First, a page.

By Myles Dannhausen Jr.
In May of 2012 the Southern Door native stepped to the starting line of the Door County Half Marathon to run the distance for the first time.
One hour, nine minutes and seven seconds later he was the first person to cross the finish line, just a few seconds off the course record.
Just a year and a half later he took his first shot at the marathon distance in Chicago. He finished in 2:23, good for 42nd overall and 21st among Americans.The time actually was actually a little disappointing for Finnel.
“I was hoping to be in the ballpark of 2:22,” he says. “I was on a 2:21 pace at 21 or 22 miles, then the wheels came off a little bit. I was averaging a 5:23 pace through 21. Then 5:42, then 5:54. Then I ran the last two at 6:17. I didn’t have to stop but it crossed my mind.”
We should all be so lucky to have the “wheels fall off” to a 5:42 pace. I asked Finnel if he ran into a physical or a mental wall in his first marathon.
“It was definitely a physical thing,” he says. “At mile 22 I was definitely physically hurting. It was a weird feeling, hadn’t experienced that before.”
Now the 26 year-old Glacier Creek physics and chemistry teacher has his sights set on Boston, sure to be one of the most emotional races in history. The first Boston Marathon since last year’s bombing that killed three and maimed dozens more, it will be the largest in the event’s history.
“I’m super-excited for it,” he says. “There’s going to be a lot of energy and it’s going to be one memorable racing weekend. I know Boston is the more difficult course, so if I can hit the same time as I did in Chicago, I feel like that would be a better race. We’ll just have to see how the training goes.”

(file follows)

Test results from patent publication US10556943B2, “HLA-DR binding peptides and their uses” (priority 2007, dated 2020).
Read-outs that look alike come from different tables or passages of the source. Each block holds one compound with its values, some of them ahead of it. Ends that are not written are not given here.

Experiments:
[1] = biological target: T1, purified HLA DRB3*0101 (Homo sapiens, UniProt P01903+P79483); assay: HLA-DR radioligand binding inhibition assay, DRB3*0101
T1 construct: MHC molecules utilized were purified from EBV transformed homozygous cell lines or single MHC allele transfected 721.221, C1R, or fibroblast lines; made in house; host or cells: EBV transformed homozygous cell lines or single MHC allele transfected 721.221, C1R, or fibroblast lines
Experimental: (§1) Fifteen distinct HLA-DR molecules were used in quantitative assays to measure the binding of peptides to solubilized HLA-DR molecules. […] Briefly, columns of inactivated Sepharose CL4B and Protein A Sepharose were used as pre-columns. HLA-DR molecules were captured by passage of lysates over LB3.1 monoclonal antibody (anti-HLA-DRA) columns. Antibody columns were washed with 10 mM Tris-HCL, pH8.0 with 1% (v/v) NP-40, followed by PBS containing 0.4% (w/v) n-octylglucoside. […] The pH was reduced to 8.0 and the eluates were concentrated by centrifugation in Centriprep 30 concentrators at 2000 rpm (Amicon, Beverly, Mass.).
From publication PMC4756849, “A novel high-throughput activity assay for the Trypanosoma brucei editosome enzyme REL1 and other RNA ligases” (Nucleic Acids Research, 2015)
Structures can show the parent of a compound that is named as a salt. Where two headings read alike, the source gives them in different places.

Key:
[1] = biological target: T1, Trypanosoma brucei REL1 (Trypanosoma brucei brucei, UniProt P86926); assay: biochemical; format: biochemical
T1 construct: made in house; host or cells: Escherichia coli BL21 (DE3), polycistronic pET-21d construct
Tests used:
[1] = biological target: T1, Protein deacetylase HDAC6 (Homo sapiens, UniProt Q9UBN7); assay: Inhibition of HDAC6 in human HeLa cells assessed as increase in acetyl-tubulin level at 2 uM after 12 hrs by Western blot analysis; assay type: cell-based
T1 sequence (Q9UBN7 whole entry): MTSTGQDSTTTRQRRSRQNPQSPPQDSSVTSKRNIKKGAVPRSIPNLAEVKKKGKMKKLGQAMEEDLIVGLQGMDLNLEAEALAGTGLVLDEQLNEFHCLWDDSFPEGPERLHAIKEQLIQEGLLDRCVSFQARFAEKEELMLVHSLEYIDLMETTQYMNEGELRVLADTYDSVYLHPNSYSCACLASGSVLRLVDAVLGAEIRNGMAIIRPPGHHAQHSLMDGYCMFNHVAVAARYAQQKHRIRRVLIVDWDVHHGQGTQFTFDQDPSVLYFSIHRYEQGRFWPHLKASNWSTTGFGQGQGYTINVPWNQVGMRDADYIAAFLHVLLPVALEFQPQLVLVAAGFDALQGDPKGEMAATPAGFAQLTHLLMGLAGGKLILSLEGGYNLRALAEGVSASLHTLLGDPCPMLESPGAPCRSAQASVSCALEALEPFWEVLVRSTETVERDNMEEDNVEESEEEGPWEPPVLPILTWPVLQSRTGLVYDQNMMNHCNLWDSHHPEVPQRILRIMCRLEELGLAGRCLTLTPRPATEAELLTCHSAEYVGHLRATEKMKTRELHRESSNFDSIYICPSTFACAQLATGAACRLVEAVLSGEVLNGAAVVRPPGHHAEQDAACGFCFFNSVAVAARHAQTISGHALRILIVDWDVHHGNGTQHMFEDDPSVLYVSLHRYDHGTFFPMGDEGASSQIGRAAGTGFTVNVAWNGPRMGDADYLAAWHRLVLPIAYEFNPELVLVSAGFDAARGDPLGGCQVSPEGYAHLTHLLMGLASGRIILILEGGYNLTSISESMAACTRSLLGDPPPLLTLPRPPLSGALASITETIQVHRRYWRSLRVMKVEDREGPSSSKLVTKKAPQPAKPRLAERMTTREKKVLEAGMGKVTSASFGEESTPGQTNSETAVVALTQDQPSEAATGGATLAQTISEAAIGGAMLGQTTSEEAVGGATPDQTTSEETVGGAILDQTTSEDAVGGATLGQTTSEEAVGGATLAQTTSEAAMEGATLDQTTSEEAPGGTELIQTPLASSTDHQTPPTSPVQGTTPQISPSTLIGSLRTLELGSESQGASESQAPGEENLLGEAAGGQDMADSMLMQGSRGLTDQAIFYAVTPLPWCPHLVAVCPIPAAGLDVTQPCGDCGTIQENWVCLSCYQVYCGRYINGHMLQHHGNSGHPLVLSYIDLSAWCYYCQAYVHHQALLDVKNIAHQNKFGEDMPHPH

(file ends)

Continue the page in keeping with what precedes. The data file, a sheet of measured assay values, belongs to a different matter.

His training now calls for 95 to 110 miles per week.
Last fall he served as an assistant cross-country coach at Middleton High School, where he said mixing in light training runs with the team actually helped his training as he logged 95 – 110 miles per week. His athletes have come to appreciate the achievements of their coach.
“Like me when I was in high school, they don’t really have the concept of what those race times mean until you break it down into mile times. Then their eyes get wide,” he says. “Before the Chciago Marathon a bunch of them wrote me letters and quotes and followed me online. That was very cool, definitely helps.”
After Boston, Finnel hopes to follow the path of Door County Half Marathon course record holder Jason Ryf and qualify for the U.S. Olympic Trials.
“That goal is definitely going to be challenging, and I don’t know if it’s going to be possible for 2016,” he says. “I see 2020 as the more realistic goal. I have to get to 2:18 for the 2016 trials, or 5:16 per mile. I know that’s going to be a pretty brisk pace. I’ll have to do longer tempos. At this point the time decrease is getting harder and harder to come by.”
Whether he takes a shot in 2016 or 2020, Finnel’s track record says he’ll probably nail it the first time out.